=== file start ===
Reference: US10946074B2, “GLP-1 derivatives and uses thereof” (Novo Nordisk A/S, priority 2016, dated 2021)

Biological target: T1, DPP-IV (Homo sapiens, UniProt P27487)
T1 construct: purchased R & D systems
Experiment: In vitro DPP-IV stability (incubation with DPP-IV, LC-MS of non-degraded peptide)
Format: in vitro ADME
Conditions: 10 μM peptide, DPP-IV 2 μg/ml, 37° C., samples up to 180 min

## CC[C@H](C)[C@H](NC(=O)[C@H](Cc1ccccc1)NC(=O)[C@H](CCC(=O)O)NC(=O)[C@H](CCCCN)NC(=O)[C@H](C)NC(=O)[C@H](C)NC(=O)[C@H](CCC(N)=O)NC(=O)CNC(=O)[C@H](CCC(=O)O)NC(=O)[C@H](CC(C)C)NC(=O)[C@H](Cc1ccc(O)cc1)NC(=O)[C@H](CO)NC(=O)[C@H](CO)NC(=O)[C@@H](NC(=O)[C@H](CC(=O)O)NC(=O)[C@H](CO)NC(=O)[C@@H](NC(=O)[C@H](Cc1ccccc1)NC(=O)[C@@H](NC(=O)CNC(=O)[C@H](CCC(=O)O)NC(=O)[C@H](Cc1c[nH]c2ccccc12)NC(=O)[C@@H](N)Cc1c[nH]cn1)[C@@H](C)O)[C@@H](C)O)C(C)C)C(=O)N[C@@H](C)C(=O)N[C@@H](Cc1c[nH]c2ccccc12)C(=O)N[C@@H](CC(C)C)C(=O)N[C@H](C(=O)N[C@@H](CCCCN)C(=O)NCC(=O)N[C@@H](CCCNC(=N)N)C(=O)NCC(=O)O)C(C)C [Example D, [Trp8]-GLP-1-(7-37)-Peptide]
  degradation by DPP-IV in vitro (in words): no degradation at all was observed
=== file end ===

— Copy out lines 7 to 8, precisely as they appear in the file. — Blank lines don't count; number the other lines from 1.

## CC[C@H](C)[C@H](NC(=O)[C@H](Cc1ccccc1)NC(=O)[C@H](CCC(=O)O)NC(=O)[C@H](CCCCN)NC(=O)[C@H](C)NC(=O)[C@H](C)NC(=O)[C@H](CCC(N)=O)NC(=O)CNC(=O)[C@H](CCC(=O)O)NC(=O)[C@H](CC(C)C)NC(=O)[C@H](Cc1ccc(O)cc1)NC(=O)[C@H](CO)NC(=O)[C@H](CO)NC(=O)[C@@H](NC(=O)[C@H](CC(=O)O)NC(=O)[C@H](CO)NC(=O)[C@@H](NC(=O)[C@H](Cc1ccccc1)NC(=O)[C@@H](NC(=O)CNC(=O)[C@H](CCC(=O)O)NC(=O)[C@H](Cc1c[nH]c2ccccc12)NC(=O)[C@@H](N)Cc1c[nH]cn1)[C@@H](C)O)[C@@H](C)O)C(C)C)C(=O)N[C@@H](C)C(=O)N[C@@H](Cc1c[nH]c2ccccc12)C(=O)N[C@@H](CC(C)C)C(=O)N[C@H](C(=O)N[C@@H](CCCCN)C(=O)NCC(=O)N[C@@H](CCCNC(=N)N)C(=O)NCC(=O)O)C(C)C [Example D, [Trp8]-GLP-1-(7-37)-Peptide]
  degradation by DPP-IV in vitro (in words): no degradation at all was observed